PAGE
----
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Unfair Platoon Ranks: A Look At Dioner Navarro and Gregg Zaun

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The biggest news to come out of the Gregg Zaun acquisition was that we would have ourselves a platoon behind the plate. Gregg Zaun would play against right handed pitchers and Dioner Navarro would play against lefties; and it made sense.

As of August 15th, their splits looked like this...

 

PA

BA

OBP

SLG

OPS

Zaun vsRHP

164

0.261

0.36

0.444

0.804

Zaun vs LHP

49

0.22

0.347

0.244

0.591

Navi vs RHP

211

0.183

0.225

0.264

0.489

Navi vs LHP

111

0.291

0.299

0.476

0.775

Zaun clearly hits righties better and Navi was at least better than lefties, although a .299 OBP isn't something to get excited about. Nonetheless, it seemed that the plan would work out on paper. If we catch up to today, the number sstill hold true.

 

PA

BA

OBP

SLG

OPS

Zaun vsRHP

231

0.268

0.351

0.449

0.799

Zaun vs LHP

54

0.217

0.333

0.239

0.572

Navi vs RHP

244

0.181

0.231

0.257

0.488

Navi vs LHP

146

0.286

0.307

0.429

0.736

Zaun's OBP vs. righties is slightly down, but his slugging increased a tiny bit. He still can't hit lefties and the Rays have only given him five plate appearances against them. Navarro continues to be the better option against lefties, and has raised his OBP against them a whopping eight points since mid-August. In the meantime his slugging percentage plummeted nearly .50 points, but still the better option. Navi has received 35 of the 40 combined plate appearances against lefties. As was the case with Zaun and lefties, Navarro continues his inability to hit right handed pitching, however, he is still getting nearly a 1/3 of the at-bats against them.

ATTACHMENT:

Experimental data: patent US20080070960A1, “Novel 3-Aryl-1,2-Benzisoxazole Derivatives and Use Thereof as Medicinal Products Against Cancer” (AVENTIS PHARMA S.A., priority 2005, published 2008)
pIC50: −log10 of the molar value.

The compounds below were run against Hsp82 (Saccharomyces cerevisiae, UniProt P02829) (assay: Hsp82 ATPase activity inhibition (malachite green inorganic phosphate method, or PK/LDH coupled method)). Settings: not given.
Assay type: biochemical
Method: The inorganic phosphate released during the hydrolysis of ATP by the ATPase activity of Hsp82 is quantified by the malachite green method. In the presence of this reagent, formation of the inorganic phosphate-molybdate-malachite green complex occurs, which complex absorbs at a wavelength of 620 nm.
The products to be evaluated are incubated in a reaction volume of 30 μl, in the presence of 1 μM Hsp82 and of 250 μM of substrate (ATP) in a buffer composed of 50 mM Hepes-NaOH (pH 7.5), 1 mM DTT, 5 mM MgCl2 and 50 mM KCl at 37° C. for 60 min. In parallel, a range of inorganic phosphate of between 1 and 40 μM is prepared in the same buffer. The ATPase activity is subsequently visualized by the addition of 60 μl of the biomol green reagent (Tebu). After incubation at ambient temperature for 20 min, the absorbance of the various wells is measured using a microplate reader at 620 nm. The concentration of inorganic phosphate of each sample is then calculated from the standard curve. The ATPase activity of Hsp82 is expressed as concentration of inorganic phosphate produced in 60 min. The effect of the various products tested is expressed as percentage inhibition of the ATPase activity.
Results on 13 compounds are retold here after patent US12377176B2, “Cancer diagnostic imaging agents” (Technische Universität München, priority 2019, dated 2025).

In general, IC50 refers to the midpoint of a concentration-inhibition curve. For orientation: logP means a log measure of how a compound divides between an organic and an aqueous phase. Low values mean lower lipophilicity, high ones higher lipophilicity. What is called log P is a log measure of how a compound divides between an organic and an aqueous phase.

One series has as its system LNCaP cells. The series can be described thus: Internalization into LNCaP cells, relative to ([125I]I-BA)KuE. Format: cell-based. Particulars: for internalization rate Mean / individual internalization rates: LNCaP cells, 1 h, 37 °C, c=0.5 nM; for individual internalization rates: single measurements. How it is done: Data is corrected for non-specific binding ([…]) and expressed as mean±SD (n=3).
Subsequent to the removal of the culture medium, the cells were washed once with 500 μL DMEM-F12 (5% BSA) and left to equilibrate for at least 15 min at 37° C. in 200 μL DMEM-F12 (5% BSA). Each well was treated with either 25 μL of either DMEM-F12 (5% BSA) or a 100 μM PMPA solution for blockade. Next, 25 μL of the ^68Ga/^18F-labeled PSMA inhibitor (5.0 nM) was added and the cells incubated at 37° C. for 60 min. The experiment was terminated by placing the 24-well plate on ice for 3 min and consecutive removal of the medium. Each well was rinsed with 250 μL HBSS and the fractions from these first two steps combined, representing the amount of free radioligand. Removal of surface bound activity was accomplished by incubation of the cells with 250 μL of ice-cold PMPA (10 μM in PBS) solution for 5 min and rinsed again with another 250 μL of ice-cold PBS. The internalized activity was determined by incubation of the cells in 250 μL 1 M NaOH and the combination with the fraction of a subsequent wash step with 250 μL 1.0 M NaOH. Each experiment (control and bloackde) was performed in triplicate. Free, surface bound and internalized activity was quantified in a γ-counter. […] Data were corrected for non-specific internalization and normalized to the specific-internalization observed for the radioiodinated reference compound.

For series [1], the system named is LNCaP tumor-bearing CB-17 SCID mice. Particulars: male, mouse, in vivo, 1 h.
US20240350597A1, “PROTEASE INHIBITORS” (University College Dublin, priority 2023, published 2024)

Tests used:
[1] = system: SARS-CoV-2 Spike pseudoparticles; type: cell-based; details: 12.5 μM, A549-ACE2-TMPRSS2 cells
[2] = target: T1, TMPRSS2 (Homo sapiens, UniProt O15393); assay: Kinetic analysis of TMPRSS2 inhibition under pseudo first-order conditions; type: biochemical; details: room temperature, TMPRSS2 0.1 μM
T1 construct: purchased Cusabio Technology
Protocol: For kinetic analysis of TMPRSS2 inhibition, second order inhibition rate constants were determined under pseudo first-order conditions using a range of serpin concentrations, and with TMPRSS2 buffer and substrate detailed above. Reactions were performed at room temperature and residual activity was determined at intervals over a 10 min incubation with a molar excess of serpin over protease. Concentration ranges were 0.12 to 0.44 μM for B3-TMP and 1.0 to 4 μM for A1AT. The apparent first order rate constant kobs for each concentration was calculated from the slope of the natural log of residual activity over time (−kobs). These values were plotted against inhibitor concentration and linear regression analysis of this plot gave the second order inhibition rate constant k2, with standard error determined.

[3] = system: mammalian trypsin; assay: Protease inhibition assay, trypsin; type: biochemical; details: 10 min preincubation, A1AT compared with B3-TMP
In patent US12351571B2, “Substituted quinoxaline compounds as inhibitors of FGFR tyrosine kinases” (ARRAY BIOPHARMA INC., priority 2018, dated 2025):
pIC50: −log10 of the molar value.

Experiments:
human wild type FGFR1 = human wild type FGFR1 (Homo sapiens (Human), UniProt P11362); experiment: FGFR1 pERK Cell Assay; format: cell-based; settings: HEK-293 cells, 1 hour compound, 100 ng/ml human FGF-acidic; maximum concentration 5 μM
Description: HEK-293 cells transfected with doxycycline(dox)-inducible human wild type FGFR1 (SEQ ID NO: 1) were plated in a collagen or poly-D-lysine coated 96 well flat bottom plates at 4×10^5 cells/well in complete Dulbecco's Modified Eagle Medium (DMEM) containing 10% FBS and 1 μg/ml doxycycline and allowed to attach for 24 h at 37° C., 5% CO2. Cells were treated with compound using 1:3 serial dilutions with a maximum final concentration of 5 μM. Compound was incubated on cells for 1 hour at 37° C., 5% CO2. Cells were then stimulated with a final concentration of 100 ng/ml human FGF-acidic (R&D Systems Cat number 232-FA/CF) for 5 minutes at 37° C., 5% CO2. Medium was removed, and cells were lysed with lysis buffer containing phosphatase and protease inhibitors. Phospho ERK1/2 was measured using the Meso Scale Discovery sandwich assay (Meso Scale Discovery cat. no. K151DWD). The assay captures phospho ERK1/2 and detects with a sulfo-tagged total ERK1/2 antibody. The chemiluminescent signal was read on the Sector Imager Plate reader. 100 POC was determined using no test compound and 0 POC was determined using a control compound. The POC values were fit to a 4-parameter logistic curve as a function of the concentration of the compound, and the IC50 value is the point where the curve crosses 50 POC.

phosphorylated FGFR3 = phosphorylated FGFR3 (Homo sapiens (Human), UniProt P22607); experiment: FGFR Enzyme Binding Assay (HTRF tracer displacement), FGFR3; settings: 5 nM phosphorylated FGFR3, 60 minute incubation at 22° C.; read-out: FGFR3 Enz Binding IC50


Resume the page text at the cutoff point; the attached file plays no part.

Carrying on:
Since August 15th the two have combined for 102 plate appearances against RHP. Zaun has 67 while Navarro has 35. Why is Zaun only getting 65% of the at-bats is a question I don't have an answer for? Navarro has shown nothing offensively (or defensively for that matter) that would warrant any extra playing time. Some may have noticed that Navi has become Wade Davis's personal catcher, but historical examples prove personal catchers to have little effect. In fact, how much good did Navi do for Davis Wedesday night with a passed ball that gave up a run and terrible at-bats? Still, some might suggest that the Rays know what they have in Zaun and are trying to give Navi more chances to breakout of his slump, but he's nearly 400 plate appearances into the season. The last 50 or so won't do much to change that fact that he's been terrible this season.

The catching situation is easily the most unsettled position on this team and will really be the only position in the field in need of an upgrade this offseason. In the case of Navarro, despite his young age and 2008 all-star season, addition to the position may come in the form of his subtraction.